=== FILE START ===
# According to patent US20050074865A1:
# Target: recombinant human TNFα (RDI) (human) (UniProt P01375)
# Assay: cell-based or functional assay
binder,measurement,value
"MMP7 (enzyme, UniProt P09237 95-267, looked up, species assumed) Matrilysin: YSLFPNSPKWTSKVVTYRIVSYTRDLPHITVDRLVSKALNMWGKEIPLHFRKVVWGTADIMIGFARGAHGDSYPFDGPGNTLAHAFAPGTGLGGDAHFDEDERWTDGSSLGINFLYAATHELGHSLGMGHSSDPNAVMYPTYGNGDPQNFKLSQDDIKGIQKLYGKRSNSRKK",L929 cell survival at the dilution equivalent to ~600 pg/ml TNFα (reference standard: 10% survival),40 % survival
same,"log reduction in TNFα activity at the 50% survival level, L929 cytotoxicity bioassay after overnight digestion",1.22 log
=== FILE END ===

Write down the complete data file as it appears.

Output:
# According to patent US20050074865A1:
# Target: recombinant human TNFα (RDI) (human) (UniProt P01375)
# Assay: cell-based or functional assay
binder,measurement,value
"MMP7 (enzyme, UniProt P09237 95-267, looked up, species assumed) Matrilysin: YSLFPNSPKWTSKVVTYRIVSYTRDLPHITVDRLVSKALNMWGKEIPLHFRKVVWGTADIMIGFARGAHGDSYPFDGPGNTLAHAFAPGTGLGGDAHFDEDERWTDGSSLGINFLYAATHELGHSLGMGHSSDPNAVMYPTYGNGDPQNFKLSQDDIKGIQKLYGKRSNSRKK",L929 cell survival at the dilution equivalent to ~600 pg/ml TNFα (reference standard: 10% survival),40 % survival
same,"log reduction in TNFα activity at the 50% survival level, L929 cytotoxicity bioassay after overnight digestion",1.22 log